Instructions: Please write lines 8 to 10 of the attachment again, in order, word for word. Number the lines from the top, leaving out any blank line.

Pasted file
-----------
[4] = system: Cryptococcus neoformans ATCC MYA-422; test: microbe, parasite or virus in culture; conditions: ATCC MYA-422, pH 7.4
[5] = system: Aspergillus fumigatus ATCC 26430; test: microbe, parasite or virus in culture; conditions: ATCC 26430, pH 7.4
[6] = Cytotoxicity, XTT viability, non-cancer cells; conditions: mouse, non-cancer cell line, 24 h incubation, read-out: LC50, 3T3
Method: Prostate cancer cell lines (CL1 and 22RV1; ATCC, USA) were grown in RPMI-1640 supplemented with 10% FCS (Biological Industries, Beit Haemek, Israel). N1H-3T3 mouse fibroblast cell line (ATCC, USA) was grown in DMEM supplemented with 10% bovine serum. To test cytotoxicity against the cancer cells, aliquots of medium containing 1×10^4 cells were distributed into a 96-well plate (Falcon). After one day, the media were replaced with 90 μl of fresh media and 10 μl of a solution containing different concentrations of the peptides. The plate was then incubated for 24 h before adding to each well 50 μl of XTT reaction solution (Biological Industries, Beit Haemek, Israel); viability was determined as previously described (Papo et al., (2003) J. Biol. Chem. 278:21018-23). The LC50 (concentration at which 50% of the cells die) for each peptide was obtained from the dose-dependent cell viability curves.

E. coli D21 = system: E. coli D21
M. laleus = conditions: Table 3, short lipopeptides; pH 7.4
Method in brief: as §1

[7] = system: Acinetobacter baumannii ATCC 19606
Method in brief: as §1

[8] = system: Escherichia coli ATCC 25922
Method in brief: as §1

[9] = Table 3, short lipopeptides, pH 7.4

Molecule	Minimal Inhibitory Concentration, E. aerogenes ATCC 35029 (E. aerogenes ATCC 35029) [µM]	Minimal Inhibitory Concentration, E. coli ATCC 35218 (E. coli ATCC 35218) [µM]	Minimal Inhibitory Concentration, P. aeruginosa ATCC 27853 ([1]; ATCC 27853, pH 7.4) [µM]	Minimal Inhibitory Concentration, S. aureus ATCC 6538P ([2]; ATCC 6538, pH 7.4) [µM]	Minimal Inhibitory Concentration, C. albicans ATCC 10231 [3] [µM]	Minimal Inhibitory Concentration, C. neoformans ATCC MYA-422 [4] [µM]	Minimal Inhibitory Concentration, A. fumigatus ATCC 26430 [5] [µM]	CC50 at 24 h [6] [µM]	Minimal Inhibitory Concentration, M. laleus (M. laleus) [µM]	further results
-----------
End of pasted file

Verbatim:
[7] = system: Acinetobacter baumannii ATCC 19606
Method in brief: as §1

[8] = system: Escherichia coli ATCC 25922